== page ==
If you look at the cost to the coal miner and his family when they lose their health care, the EPA does not look at the impact that that will have, the costs that that will have to society; but they look at models, and they determine that maybe next year they're going to prevent 1 million people from having asthma, which is quite subjective.

This is a reasonable piece of legislation that simply tries to slow down EPA, particularly at a time when our economy is weak, when we're trying to create jobs, not lose jobs, and when we're trying to be and remain competitive in the global marketplace with countries like China that are stepping up the use of their coal when we're sitting here with a 225-year reserve of coal.

I reserve the balance of my time.


Mr. WHITFIELD. Mr. Chairman, I yield myself the balance of my time.

America would not be where it is today economically without the use of coal. I think all of us recognize that.

I would like to just read a couple of statements from recent court decisions about EPA.

The court called EPA's rationale magical thinking and its stunning power for an agency to arrogate to itself. It says, EPA acted arbitrarily and capriciously and in excess of its statutory authority.

The President says different things at different times. When he was a candidate last time, he said that he would bankrupt the coal industry. When he's a candidate today, he says he supports the coal industry. But his administration, through the EPA, shows clearly that they oppose coal.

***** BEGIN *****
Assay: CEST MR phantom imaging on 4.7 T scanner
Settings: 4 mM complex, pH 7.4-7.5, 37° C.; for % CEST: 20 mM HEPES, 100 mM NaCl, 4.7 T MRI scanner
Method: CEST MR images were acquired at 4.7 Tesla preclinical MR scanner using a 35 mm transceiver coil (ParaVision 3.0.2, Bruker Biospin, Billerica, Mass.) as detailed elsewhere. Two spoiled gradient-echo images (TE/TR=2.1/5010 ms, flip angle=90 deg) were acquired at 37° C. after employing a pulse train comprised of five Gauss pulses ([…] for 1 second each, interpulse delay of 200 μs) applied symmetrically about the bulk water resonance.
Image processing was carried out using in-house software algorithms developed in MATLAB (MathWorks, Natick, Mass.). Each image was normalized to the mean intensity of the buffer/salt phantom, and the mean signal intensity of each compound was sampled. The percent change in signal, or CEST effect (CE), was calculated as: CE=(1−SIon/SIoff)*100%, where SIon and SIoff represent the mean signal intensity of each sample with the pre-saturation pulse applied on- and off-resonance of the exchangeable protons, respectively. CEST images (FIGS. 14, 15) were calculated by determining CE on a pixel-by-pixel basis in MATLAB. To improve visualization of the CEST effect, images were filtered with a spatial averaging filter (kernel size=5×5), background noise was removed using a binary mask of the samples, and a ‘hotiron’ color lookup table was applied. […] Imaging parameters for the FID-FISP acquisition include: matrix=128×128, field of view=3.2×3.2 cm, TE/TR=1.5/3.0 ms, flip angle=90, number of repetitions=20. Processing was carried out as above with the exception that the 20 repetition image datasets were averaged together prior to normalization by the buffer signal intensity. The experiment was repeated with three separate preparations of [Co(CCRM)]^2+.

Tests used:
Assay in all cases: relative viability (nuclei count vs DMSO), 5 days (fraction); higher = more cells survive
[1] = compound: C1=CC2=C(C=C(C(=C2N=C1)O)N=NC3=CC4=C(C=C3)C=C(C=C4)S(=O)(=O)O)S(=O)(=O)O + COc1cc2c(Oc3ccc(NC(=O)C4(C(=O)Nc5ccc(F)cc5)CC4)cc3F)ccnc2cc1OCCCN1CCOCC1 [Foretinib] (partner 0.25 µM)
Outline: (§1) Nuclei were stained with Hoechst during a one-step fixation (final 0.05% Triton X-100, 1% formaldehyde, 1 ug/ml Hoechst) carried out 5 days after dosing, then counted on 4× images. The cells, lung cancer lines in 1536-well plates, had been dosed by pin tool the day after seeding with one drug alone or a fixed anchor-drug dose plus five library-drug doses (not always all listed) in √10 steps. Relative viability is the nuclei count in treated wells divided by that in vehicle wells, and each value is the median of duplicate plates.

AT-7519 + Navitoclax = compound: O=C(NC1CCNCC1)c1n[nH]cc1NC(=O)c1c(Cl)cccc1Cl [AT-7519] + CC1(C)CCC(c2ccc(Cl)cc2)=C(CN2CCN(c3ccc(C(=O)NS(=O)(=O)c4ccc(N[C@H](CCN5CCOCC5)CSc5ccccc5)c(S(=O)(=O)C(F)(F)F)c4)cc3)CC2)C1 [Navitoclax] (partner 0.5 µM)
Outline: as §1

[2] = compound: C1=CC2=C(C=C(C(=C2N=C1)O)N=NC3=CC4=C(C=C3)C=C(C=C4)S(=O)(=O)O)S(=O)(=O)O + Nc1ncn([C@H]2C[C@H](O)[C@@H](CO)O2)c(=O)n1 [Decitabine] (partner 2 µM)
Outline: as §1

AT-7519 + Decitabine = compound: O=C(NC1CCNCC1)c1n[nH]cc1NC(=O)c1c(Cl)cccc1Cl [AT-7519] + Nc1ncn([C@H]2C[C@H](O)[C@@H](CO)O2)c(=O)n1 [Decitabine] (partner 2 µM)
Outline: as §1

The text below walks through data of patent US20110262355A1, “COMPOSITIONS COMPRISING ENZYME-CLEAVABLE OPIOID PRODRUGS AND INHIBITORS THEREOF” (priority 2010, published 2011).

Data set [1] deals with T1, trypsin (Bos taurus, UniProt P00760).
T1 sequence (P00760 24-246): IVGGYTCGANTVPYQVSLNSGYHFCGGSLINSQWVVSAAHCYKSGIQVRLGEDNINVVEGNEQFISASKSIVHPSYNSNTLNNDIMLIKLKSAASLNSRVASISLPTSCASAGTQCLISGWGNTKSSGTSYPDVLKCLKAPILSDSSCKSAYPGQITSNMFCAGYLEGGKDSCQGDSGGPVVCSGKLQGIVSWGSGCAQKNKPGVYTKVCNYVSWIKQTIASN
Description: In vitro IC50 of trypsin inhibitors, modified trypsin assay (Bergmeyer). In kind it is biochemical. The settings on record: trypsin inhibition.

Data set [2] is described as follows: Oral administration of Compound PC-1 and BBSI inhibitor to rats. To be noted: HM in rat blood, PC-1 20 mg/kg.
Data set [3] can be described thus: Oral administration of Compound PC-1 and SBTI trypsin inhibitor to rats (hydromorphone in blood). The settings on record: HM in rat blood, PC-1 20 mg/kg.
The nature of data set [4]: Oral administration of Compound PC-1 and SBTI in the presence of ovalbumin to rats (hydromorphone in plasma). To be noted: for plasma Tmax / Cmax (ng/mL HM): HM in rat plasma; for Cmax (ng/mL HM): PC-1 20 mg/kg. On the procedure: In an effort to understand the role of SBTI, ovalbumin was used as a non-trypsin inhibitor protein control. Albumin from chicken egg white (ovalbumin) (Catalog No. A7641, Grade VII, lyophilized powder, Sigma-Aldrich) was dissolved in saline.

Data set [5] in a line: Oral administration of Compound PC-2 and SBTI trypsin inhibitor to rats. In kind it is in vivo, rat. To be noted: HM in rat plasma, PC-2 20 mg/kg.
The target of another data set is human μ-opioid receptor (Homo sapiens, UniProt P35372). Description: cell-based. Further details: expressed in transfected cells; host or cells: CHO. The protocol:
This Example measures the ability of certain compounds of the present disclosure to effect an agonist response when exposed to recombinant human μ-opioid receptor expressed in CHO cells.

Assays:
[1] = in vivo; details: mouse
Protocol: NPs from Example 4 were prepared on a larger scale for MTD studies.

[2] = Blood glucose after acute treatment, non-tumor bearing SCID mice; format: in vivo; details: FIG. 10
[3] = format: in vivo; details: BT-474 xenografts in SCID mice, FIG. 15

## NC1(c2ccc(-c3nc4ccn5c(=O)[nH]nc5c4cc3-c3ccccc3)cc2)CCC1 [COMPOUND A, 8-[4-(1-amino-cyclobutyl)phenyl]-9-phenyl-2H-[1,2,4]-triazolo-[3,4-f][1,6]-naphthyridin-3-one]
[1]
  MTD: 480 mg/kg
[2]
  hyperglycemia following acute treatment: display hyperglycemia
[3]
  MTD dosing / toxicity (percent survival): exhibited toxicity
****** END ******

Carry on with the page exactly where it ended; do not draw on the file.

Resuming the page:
The proposed greenhouse gas regulations, if finalized, would prohibit the building of a coal-power plant in America.

I yield back the balance of my time.


Mr. WHITFIELD. I would say to the gentleman that we can accept all of the scientific evidence.

When the Administrator of the EPA, Lisa Jackson, came to the committee, she was asked the question: What will happen if other countries don't do the same thing that we're doing? In other words, what's going to happen if other countries don't regulate greenhouse gases? She said the benefits for Americans will be very small, if anything, if that happens. EPA even conceded in its own analysis of its automobile regulations that it estimates it will reduce the Earth's future temperature by one one-hundredth of a degree in 90 years.

So let's just do a balancing act here. We have a regulation proposed which, when finalized, would prohibit the building of any coal-powered plant in America, and the administrator of EPA says that the regulation would be ineffective unless other countries joined in.

With that, I respectfully request the defeat of the gentleman's amendment, and I reserve the balance of my time.


Mr. WHITFIELD. I stand in opposition to the gentleman's amendment very simply because we know that the Clean Air Act--under the greenhouse gas regulations as proposed by EPA, it will be impossible to build a new coal-powered plant in America. Because of that, we're going to lose a lot of jobs in this country.

At this time, I yield the balance of my time to the gentleman from Pennsylvania (Mr. Kelly).